A blurred line has been crossed

Melody pil­fer­ing may be on the up, but plenty of hon­est moolah is still be­ing made on Band­camp

The Irish Times - Friday - The Ticket - - STUB - Jim Car­roll

The lat­est dis­patch from the pop courts is in. The jury in the US dis­trict court de­cided that Robin Thicke and Phar­rell Wil­liams (right) had cogged from Marvin Gaye’s Got To Give It Up when they wrote “Blurred Lines”.

Now, Thicke and Wil­liams need to pony up around $7.4 mil­lion to Gaye’s es­tate in ret­ri­bu­tion. It’s not like the pair will be des­ti­tute as a re­sult, as the song has been a mas­sive cash cow. Ev­i­dence pre­sented in court showed that Blurred Lines has earned more than $23 mil­lion for the writ­ers, record la­bel and pub­lish­ers.

It’s not the only pop case mak­ing money for legal ea­gles of late. Sam Smith re­cently re­ar­ranged the song­writ­ing cred­its for Stay With Me to take into ac­count that it sounds un­can­nily like Tom Petty’s I Won’t Back Down.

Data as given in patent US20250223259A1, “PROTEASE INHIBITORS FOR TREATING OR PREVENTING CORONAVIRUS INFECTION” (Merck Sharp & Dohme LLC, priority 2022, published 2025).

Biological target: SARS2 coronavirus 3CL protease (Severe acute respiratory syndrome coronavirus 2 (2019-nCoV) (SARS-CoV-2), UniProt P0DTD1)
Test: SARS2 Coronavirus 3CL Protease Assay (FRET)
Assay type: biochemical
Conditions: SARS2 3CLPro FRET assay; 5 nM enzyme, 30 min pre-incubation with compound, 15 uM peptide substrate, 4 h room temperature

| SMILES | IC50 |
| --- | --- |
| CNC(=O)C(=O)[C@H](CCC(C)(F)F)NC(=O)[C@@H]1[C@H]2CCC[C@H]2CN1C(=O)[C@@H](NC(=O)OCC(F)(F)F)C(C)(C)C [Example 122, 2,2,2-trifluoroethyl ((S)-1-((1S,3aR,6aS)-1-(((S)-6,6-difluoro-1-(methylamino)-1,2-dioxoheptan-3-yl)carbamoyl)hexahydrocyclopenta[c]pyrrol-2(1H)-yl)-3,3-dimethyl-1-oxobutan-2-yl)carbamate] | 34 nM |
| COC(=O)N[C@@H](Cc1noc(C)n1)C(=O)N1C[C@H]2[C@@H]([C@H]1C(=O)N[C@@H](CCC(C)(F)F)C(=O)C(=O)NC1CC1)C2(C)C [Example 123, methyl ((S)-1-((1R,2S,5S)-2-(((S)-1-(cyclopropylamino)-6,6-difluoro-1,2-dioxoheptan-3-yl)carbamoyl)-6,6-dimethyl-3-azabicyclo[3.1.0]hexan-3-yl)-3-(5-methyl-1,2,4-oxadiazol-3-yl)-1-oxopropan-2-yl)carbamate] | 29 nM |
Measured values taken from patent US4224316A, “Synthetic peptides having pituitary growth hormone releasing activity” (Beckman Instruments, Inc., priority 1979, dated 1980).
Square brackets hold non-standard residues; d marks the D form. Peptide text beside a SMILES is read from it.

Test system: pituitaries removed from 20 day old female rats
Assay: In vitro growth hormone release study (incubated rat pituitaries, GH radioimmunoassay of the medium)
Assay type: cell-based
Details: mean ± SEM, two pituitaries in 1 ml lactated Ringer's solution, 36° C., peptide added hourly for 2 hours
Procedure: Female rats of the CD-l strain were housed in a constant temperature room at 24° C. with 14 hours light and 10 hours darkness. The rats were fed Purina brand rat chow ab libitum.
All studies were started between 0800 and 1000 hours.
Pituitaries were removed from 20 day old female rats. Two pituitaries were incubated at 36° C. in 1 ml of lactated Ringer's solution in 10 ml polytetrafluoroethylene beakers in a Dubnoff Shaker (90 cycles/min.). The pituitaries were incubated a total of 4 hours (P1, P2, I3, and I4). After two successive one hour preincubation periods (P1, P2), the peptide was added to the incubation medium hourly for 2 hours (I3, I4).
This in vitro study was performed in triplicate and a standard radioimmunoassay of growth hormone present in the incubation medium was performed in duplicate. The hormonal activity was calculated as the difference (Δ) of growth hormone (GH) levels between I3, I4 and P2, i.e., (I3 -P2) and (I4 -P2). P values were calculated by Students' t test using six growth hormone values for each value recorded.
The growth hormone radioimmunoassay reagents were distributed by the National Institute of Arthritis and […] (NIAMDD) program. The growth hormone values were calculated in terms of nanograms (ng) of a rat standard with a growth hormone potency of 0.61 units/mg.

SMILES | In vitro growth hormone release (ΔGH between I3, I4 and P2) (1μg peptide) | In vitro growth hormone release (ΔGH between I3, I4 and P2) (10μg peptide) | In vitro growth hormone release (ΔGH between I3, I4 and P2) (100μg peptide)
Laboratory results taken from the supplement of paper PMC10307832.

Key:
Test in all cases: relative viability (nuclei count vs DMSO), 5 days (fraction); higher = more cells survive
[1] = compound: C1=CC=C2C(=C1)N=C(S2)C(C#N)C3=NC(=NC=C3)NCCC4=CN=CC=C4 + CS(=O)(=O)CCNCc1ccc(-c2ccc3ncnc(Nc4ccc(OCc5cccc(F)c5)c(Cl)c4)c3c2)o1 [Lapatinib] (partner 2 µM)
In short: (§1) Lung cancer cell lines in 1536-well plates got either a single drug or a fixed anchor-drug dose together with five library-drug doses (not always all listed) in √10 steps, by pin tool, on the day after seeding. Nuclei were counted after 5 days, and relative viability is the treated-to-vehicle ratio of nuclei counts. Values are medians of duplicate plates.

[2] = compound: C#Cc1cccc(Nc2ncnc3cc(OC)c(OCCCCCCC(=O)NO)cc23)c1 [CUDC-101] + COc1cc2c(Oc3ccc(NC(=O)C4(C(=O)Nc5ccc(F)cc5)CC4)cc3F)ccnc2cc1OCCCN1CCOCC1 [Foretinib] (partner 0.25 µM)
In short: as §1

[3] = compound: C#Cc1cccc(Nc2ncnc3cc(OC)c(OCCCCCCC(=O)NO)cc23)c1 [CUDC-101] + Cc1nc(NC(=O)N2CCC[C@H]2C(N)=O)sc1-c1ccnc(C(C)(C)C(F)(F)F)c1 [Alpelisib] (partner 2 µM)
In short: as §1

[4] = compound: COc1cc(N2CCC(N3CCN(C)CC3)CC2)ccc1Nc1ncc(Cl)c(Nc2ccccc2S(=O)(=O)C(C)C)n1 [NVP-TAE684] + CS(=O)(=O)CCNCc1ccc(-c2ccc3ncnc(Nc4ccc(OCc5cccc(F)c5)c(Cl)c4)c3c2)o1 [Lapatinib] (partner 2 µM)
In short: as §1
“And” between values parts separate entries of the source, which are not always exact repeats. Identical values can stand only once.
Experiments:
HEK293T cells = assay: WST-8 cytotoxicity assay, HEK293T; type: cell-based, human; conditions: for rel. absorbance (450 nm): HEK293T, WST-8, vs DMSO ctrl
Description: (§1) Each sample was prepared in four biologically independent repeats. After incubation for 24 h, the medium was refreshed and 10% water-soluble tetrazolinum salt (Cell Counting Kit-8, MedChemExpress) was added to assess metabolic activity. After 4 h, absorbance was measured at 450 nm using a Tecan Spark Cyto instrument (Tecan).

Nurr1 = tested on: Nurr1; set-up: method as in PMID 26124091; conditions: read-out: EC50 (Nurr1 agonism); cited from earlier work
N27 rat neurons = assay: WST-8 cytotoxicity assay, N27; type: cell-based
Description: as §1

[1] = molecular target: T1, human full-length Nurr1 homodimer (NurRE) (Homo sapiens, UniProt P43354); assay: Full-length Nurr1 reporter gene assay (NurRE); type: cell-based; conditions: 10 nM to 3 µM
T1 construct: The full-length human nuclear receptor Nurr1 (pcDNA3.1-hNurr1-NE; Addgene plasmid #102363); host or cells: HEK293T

Then, there’s Hall & Oates su­ing ce­real mak­ers Early Bird Foods over their Haulin’ Oats gra­nola. There you go, the first men­tion of gra­nola in The Ticket.

But thank­fully, there is still money to be made from flog­ging your own mu­sic rather than su­ing some­one else (or singing their song). Mu­sic host­ing site Band­camp an­nounced this week that it has paid more than $100 mil­lion to artists since 2008. A lot of fo­cus for dig­i­tal mu­sic may be on Spo­tify and Ap­ple, but it’s great to hear pos­i­tive news from one of the less her­alded com­pa­nies aim­ing to help smaller bands make a living from their mu­sic.

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